One of Steve Jobs’s most unique traits was his penchant for constant pacing. He frequently held walking meetings, and this habit often carried over to his public presentations as well.
Of course, frequent pacing won’t make you Steve Jobs any more than wearing a black turtleneck will.
You need to find your own style, and your own way to use movement strategically, if you want real power and real impact.
Here are the three ways movement can add power to your presentations.
Movement can be a great way to show physical power. A few years ago, I worked with a client who had just been announced as the president of a major equipment company. She had an old-fashioned look, and her voice wasn’t exactly booming–but she was quite athletic and had a strong stride. If she had just stayed behind a podium, she would’ve came across as small, so I instructed her to move around, establishing a physical presence with her audience. She used movement as a tool to make her presentation far more impactful.
You can also add power physically by using movement as contrast. If you move before reaching the critical point in your message, or the climax in your story, you create tremendous contrast potential. Stop suddenly, and you will immediately focus the audience’s attention and highlight what you say next. I once saw Sir Ian McKellen use this technique to perfection during an interview at a theatre event. After remaining seated for the near-entirety of the interview, he quickly rose from his seat, moved toward the audience and got into character, creating a contrast that was extremely powerful. But remember to always stop to deliver your key points–you never want to say anything too substantial while you’re on the move.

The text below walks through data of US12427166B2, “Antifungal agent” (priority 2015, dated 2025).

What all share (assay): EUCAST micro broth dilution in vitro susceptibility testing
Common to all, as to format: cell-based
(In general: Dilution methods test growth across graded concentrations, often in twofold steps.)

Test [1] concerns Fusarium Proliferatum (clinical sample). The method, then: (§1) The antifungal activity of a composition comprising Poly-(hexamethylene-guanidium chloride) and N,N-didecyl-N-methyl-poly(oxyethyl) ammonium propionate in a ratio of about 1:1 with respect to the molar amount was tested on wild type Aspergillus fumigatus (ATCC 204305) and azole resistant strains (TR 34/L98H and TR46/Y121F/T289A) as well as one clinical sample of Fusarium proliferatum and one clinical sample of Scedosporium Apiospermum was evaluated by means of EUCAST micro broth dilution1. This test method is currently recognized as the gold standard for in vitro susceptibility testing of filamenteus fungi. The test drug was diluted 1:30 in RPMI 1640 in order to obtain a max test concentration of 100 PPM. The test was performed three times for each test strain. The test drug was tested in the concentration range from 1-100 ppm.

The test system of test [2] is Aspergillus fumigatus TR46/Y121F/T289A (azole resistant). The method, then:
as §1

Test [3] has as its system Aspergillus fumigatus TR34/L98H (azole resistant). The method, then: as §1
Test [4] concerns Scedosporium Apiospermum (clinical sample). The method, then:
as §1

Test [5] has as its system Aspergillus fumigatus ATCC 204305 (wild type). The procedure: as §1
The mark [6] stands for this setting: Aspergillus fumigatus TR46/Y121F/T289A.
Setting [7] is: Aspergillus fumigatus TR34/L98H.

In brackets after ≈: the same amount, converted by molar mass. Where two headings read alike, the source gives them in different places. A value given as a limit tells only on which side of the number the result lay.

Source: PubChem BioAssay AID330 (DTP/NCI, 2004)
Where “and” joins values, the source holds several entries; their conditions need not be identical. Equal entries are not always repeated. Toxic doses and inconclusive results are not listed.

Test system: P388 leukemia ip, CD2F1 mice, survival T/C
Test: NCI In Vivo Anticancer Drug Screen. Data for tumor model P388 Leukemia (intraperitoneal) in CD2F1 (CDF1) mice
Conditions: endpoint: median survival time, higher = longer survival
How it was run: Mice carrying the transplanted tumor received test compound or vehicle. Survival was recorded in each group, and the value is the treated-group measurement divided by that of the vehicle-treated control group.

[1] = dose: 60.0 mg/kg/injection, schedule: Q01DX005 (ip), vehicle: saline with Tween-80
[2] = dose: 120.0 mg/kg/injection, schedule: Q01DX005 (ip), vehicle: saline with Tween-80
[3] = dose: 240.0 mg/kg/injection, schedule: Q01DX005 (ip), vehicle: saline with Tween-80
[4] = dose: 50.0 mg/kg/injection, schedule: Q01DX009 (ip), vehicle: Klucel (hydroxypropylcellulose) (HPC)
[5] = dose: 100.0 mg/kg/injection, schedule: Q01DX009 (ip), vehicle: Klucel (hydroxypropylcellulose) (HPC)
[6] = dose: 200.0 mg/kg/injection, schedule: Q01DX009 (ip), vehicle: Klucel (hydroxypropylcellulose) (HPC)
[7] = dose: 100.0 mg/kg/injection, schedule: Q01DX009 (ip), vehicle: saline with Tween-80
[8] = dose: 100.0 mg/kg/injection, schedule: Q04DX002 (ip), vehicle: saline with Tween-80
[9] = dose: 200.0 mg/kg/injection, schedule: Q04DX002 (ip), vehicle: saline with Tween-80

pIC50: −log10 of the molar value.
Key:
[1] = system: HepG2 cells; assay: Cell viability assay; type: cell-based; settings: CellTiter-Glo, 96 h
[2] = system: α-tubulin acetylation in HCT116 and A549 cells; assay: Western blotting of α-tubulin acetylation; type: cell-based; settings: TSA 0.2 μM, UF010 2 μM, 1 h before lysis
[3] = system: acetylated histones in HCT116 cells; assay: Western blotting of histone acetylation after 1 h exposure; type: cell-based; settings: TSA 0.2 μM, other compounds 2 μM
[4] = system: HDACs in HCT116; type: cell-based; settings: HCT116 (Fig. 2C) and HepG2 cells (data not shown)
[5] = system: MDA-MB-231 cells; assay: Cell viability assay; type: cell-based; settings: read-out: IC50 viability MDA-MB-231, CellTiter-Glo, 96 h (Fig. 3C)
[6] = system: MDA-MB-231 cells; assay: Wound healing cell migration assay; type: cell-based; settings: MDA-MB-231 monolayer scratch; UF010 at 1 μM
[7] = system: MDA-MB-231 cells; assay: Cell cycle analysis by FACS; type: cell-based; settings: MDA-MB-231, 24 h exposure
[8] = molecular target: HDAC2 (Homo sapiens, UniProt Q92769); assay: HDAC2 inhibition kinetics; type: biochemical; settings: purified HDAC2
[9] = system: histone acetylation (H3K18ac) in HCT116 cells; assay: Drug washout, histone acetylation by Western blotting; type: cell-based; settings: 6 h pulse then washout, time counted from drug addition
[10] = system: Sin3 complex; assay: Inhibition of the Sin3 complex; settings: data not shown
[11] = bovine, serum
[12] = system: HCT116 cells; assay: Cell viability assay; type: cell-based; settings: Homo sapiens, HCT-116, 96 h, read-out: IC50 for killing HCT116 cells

One of the reasons movement is so important is because our bodies manifest emotion to a far greater degree than you may have realized. In her recent book How The Body Knows Its Mind, University of Chicago cognitive scientist Sian Beilock recounts numerous ways the body is intimately connected with our mind and our emotions. She discusses one study in particular that examined the faces and bodies of professional tennis players at moments of intense emotion, asking subjects whether the players had just won or lost a point. Surprisingly, the study found that the players’ bodies were far more telling than their facial expressions. If you ignore your body when you speak, you are ignoring a very important avenue of emotional expression.
Movement can also have an impact on your audience’s emotions. By moving through your audience, you can break through barriers, set up the excitement of anticipation, and contribute a quality of freshness and spontaneity to the situation. If the audience feels more involved with your presentation, they will have more positive emotions about you as a speaker. Conversely, if you remain motionless behind a podium, you could leave your audience feeling cold.
Finally, movement is sometimes a practical necessity, such as when your audience is set up in such a way that there are lines-of-sight problems. If you move around from time to time, you give everyone in your audience the opportunity to see you–there’s nothing more frustrating than being in a seat with an obstructed view of the presenter.
Another practical consideration is that you never want to move backward. This might sound obvious, but some people feel that they shouldn’t turn their backs to the audience, and attempt to move backwards as they continue to speak. Don’t put yourself in such a precarious position–just turn around, move to where you want to go, and face your audience.
If I had to sum up how to use movement in two words, I would say: “Be strategic.” As I mentioned in the beginning, moving without a plan will not add any impact to your presentation. In fact, it may even detract from what you are saying–if you move randomly throughout your presentation, you are shifting focus from your message to yourself.
So the next time you give a presentation, be mindful of the way you move. Don’t mindlessly pace all over the place: that’s too distracting. Don’t just stand still like a statue: that’s too boring. By being mindful of your movements–why, when, and how you make them–you can add tremendous impact to your communication.